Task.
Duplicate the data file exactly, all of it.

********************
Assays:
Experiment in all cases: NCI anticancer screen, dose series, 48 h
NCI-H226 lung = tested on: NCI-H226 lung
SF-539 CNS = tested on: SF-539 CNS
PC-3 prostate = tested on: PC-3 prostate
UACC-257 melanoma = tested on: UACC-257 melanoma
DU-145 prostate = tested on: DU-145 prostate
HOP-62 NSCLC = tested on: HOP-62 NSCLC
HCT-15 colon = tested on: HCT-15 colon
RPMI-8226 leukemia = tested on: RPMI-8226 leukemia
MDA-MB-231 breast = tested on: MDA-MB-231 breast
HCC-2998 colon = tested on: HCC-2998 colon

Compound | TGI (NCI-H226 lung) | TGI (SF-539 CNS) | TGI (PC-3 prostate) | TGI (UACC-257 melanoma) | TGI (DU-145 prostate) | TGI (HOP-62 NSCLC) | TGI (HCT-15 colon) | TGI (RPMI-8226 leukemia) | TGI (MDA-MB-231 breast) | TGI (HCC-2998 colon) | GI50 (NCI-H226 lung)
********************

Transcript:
Assays:
Experiment in all cases: NCI anticancer screen, dose series, 48 h
NCI-H226 lung = tested on: NCI-H226 lung
SF-539 CNS = tested on: SF-539 CNS
PC-3 prostate = tested on: PC-3 prostate
UACC-257 melanoma = tested on: UACC-257 melanoma
DU-145 prostate = tested on: DU-145 prostate
HOP-62 NSCLC = tested on: HOP-62 NSCLC
HCT-15 colon = tested on: HCT-15 colon
RPMI-8226 leukemia = tested on: RPMI-8226 leukemia
MDA-MB-231 breast = tested on: MDA-MB-231 breast
HCC-2998 colon = tested on: HCC-2998 colon

Compound | TGI (NCI-H226 lung) | TGI (SF-539 CNS) | TGI (PC-3 prostate) | TGI (UACC-257 melanoma) | TGI (DU-145 prostate) | TGI (HOP-62 NSCLC) | TGI (HCT-15 colon) | TGI (RPMI-8226 leukemia) | TGI (MDA-MB-231 breast) | TGI (HCC-2998 colon) | GI50 (NCI-H226 lung)